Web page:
Having a mental health, substance use, or co-occurring disorder (COD) can make successful reintegration a difficult process for returning offenders. However, our understanding of how these disorders varies as far as their impact on recidivism during the reentry stage is lacking. Using a sample of 4,381 parolees released to the City of Philadelphia, this study assessed how disorder type may influence repeat criminal offending by examining the independent effects of mental illness, substance abuse/dependence, and CODs on recidivism controlling for individual and neighborhood contextual factors and nonresidential land uses. In addition, we separated our measure of recidivism into two categories, re-incarceration for a new offense and re-incarceration for a parole violation to see whether different predictors emerged. Our findings showed that there were indeed differences according to disorder type, as well as between neighborhood variables and these findings also varied according to reason for incarceration. Moreover, we found evidence contrary to the assumption that COD offenders would have the worst outcomes due to the comorbid nature of their disorders.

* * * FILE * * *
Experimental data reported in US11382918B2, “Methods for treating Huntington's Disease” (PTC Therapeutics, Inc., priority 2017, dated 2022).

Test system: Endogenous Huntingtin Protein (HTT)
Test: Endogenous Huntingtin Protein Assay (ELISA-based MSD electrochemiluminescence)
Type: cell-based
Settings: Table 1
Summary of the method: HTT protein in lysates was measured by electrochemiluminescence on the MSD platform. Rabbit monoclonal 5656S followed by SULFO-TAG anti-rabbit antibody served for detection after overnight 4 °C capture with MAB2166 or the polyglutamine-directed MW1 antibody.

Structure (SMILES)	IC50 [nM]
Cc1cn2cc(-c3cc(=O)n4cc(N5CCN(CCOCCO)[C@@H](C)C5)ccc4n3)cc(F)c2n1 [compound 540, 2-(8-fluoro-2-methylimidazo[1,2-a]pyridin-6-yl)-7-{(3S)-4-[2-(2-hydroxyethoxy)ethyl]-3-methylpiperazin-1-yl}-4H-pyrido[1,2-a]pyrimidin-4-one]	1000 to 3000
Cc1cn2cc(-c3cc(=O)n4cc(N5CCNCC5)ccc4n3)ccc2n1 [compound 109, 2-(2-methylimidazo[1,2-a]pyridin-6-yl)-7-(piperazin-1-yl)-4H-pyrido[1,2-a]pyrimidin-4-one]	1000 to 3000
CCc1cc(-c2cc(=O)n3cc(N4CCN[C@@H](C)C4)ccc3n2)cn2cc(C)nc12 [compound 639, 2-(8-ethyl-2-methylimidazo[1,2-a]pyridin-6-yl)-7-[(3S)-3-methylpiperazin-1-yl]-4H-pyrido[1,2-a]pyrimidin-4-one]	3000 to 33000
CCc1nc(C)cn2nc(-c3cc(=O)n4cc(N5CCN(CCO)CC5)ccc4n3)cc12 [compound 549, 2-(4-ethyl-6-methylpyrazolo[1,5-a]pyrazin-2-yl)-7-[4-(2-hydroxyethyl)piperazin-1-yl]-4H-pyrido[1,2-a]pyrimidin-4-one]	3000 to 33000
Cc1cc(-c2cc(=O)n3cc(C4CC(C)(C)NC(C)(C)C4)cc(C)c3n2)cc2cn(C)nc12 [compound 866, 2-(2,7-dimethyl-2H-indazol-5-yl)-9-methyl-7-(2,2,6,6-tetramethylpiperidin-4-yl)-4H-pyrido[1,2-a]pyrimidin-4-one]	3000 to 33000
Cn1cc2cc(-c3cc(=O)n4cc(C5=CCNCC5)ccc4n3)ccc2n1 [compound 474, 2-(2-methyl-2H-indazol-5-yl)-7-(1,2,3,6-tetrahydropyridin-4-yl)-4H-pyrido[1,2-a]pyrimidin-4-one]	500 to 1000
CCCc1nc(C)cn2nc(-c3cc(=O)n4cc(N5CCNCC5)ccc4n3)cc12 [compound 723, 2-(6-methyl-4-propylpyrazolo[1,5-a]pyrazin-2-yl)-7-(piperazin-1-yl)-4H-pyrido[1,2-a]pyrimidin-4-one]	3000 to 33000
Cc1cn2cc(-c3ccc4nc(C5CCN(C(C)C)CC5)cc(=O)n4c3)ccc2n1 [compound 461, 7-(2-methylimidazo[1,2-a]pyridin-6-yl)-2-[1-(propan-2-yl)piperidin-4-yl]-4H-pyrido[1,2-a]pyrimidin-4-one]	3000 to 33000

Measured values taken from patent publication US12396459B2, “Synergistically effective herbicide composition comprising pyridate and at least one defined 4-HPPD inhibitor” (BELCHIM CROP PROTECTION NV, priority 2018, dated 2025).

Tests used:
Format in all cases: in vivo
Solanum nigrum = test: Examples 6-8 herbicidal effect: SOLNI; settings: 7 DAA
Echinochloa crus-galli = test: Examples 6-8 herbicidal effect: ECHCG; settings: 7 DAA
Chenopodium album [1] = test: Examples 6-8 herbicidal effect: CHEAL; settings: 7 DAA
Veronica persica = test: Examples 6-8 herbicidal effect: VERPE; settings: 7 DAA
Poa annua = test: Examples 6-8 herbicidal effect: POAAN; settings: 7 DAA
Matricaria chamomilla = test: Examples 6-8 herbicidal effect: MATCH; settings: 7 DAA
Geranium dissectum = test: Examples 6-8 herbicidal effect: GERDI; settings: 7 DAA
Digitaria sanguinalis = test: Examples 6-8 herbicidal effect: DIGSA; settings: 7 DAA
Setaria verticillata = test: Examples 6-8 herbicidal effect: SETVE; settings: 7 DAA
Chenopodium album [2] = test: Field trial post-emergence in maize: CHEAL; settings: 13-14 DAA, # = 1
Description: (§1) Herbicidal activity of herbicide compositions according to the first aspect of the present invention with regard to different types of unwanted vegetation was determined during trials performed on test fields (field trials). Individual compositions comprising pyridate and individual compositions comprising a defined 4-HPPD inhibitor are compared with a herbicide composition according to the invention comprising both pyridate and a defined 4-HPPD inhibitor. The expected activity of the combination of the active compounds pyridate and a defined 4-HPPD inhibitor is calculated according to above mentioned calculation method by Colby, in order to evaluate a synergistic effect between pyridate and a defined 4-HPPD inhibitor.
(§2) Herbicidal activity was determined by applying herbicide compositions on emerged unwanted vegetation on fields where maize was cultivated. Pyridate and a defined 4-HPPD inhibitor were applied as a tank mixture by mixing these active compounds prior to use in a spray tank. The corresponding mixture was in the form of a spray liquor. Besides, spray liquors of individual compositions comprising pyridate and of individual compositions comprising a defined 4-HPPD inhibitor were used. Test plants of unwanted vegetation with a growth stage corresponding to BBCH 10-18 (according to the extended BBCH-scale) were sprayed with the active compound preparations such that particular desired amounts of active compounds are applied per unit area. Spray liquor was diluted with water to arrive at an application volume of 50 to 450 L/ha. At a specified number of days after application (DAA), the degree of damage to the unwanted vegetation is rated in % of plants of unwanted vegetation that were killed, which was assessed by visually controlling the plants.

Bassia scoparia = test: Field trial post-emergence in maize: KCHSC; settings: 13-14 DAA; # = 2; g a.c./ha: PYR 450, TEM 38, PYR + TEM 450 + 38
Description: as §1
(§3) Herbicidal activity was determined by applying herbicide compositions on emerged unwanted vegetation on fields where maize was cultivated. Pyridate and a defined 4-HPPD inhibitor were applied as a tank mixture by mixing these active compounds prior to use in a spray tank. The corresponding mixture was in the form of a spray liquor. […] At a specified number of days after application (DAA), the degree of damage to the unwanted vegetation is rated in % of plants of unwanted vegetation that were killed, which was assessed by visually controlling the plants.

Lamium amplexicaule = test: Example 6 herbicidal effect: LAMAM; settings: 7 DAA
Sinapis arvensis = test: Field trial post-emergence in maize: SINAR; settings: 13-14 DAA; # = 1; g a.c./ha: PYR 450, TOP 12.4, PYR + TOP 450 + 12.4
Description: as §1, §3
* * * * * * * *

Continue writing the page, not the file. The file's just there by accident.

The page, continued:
All Science Journal Classification (ASJC) codes
- Pathology and Forensic Medicine